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Paula Deen's Family Kitchen

“How to define your core brand values and why you should” was the topic of discussion at my church’s weekly meeting.  Pastor Ken Crawford of Central Christian Church asked the question in relation to our church mission and our role in it.   We went through an exercise of typical church stereotypes— what we like about church and what we dislike.

I brought the same question up at lunch the following day. 

Holly Puig quickly answered that the camaraderie among the congregation and genuine feeling of family was what stood out about Central.  The four other ladies, all members of Central, agreed that a friendly, welcoming attitude, inviting all without judgement, is an important part of “church” as a religious organization.

Where were we during this conversation?  Having lunch at Paula Deen’s new restaurant “Family Kitchen” in Fairview, Texas eating “down-home” cooking, family style.  

My point is that the Disciple Women, and men, don’t just have fellowship on Sunday morning or during a monthly meeting.  Our friendships extend into the week.  Central and the Disciples Women’s Ministry build relationships.

Our first meeting of the 2018/19 year of Disciples Women’s Ministry will be held on Tuesday, September 4 at 10:30 a.m. in the parlor at Central.

Rev. Deborah Morgan-Stokes will be the guest speaker. Deborah is the Senior Pastor of East Dallas Christian Church and she will present “Positioned for Purpose, the Story of Lydia” from Just Women’s study guide “Called for God’s Purpose.” 

Following the program, lunch will be served in fellowship hall.  The cost for lunch is $5.00 per person. 

Moms and Grandmas, now that school is back in session, treat yourself and make new friendships.  You do not have to be a member of the Christian Church, or any church, to discover all that Disciples Women has to offer.  Plan to visit and bring a friend.  For reservations call the church office at 214-526-7291 or email  All are welcome!

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Counting the days until school starts!  Back to school is always an exciting time in the life of a student and their parents.  The new school year is a new beginning—a chance to learn, achieve and make new friends.

However, the financial burden of clothing, lunches and school supplies can be a struggle for many families, and economically disadvantaged students have a harder time succeeding in school and are more likely to drop out as they age.

In recent years, “back to school drives” have helped alleviate the problem by collecting school supplies, uniforms, etc. and donating to lower income schools for students who need the assistance.

Central Christian Church of Dallas began their drive for donations last month and church members and members of the community generously donated to the cause.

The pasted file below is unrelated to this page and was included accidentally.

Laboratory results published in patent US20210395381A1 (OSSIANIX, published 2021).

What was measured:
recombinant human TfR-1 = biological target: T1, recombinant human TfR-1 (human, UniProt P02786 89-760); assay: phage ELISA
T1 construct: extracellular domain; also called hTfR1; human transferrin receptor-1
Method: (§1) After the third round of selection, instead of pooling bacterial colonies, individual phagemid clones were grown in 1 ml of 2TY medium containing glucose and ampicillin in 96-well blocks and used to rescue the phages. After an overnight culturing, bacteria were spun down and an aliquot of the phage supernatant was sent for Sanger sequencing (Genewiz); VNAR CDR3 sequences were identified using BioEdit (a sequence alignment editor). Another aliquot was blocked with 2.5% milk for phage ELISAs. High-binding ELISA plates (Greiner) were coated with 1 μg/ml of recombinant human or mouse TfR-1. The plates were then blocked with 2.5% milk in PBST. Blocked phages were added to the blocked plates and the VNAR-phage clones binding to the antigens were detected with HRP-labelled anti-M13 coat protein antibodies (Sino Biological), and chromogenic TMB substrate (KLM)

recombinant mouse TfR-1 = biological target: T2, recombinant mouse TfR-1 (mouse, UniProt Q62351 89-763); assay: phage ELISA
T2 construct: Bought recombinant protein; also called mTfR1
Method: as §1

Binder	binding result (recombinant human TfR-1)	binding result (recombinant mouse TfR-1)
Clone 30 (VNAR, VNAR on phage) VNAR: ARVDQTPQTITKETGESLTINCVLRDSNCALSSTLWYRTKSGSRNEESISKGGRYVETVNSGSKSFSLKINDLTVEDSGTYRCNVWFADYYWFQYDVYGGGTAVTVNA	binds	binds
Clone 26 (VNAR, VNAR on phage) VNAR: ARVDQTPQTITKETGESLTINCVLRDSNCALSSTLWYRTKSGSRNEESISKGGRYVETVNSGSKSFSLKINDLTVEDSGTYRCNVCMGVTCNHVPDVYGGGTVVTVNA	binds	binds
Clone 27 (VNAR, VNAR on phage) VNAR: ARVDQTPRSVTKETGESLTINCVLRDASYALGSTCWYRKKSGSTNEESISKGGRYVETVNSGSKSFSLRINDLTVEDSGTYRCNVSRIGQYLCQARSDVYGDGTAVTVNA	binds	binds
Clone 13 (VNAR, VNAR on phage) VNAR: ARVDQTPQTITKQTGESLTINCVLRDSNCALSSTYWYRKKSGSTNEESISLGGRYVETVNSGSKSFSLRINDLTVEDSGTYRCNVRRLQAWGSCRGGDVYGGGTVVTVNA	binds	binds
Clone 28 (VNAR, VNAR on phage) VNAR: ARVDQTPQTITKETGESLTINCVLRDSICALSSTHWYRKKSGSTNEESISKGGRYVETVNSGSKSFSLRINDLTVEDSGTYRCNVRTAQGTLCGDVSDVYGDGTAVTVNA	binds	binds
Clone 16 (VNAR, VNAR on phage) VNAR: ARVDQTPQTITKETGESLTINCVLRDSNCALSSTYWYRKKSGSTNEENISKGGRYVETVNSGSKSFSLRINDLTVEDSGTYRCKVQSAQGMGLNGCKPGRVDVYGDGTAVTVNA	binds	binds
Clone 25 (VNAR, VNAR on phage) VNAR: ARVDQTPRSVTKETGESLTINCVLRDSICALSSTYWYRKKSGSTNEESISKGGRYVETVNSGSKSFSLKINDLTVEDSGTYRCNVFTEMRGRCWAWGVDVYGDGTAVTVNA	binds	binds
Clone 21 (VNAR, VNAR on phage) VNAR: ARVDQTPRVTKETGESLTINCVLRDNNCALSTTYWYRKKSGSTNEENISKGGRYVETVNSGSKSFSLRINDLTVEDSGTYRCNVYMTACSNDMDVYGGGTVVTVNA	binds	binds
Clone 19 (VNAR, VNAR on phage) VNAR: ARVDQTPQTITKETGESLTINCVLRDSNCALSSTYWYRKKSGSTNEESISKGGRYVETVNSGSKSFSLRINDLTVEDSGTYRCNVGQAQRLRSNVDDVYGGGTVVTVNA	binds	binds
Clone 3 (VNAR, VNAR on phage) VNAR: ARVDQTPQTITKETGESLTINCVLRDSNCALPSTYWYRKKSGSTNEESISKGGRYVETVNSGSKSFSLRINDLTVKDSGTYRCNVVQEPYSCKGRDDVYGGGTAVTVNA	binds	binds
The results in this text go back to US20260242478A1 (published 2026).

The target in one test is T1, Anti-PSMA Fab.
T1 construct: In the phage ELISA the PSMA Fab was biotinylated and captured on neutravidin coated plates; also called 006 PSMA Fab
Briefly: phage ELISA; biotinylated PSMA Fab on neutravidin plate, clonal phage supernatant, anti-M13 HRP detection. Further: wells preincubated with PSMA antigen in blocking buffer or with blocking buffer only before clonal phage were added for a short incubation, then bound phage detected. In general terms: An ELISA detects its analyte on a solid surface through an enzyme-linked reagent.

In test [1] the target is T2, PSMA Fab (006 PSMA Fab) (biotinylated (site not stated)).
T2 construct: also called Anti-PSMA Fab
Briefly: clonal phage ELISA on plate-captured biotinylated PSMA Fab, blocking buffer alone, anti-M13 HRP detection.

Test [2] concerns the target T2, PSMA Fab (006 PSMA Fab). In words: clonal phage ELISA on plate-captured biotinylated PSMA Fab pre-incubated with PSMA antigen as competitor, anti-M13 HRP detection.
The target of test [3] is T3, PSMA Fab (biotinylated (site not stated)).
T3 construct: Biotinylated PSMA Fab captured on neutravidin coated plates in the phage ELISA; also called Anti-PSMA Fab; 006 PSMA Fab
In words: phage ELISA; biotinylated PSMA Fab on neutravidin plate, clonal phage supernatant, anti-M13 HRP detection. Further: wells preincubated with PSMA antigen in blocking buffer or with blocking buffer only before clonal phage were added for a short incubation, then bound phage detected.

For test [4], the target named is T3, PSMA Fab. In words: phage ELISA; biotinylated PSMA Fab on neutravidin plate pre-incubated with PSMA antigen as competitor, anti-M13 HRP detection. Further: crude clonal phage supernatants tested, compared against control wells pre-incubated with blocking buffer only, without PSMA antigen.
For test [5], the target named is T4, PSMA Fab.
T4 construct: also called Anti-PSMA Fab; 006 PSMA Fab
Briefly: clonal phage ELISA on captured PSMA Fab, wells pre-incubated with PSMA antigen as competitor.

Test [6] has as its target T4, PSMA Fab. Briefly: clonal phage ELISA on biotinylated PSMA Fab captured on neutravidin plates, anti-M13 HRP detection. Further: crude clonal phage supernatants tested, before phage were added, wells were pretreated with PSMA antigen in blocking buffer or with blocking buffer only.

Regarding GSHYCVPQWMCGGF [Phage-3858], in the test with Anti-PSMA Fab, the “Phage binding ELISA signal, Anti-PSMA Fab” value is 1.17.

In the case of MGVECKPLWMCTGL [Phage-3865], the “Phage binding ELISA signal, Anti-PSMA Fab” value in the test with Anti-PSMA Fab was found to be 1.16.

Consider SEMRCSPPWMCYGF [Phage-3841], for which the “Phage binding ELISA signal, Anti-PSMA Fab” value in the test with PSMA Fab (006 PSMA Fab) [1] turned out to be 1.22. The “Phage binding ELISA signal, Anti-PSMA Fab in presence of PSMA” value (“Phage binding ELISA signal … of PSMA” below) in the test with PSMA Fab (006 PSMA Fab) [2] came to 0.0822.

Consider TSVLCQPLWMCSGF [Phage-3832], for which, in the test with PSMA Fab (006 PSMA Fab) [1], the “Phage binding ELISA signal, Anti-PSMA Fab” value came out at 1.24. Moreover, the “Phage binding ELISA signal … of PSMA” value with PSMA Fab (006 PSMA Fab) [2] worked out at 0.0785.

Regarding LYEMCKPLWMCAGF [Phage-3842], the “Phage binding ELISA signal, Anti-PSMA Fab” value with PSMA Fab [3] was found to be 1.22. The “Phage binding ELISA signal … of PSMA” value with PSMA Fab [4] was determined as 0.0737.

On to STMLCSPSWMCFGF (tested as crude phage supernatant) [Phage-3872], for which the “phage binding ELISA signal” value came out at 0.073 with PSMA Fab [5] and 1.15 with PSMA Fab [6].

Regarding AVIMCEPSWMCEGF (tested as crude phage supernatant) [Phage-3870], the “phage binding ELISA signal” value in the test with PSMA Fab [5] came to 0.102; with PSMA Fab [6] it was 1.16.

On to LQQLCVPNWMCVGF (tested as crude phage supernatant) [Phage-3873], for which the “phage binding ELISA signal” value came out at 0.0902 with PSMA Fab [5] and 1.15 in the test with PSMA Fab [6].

Jayne Hawley, Buzz Dicken and Frank Whitington sorted spirals, paper, pens, pencils, colored markers, glue, crayons, compositions, rulers, scissors, backpacks and more Monday afternoon before boxing up the supplies, loading them onto the truck and delivering to Maple Lawn Elementary School for distribution.

Thank you Central members and friends of the church for supporting the drive!

Moms, now that school is starting, if you find that you have more time on your hands and would like to volunteer, Central may be just the place for you.  There are so many volunteer opportunities for community outreach at Central. 

Genesis Women’s Shelter, Juliette Fowler Communities, Angel Tree, kids coat drives and winter blanket drives, North Dallas Shared Ministries, Austin Street and Stewpot are but a few of the charitable programs that Central supports.

Morning worship is at 11 a.m. on Sundays and the Disciples Women meet the first Tuesday of each month between September and May for a program and lunch. 

Plan a visit and see what you think.  Central is a warm and welcoming congregation and the Disciples Women’s Ministry is a true sisterhood of women who care about one another.

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David Aston and Amelita Facchiano

What is sanctuary drama?  Gossip about the person seated in the pew behind you or who brought the tastiest chicken casserole to the church pot-luck?  Neither, according to Central Christian Church Music Director, David Aston. 

Sanctuary drama is the use of dramatic interpretation to deliver a liturgical message.  It may be the “acting out” of a scripture, dramatic reading, liturgical dance or the incorporation of film and theater in conveying a message.

“When I was in high school, I was invited to attend ‘Government in Action’ in Washington D.C. and the United Nations in New York. During my stay I visited the Foundry United Methodist Church. The service began with 'Out, Out, Damn Spot,' from Shakespeare’s McBeth, David recalled.  “As a youngster from Texas, I had never seen orheard such narrative in church before— but it made a lasting impression.”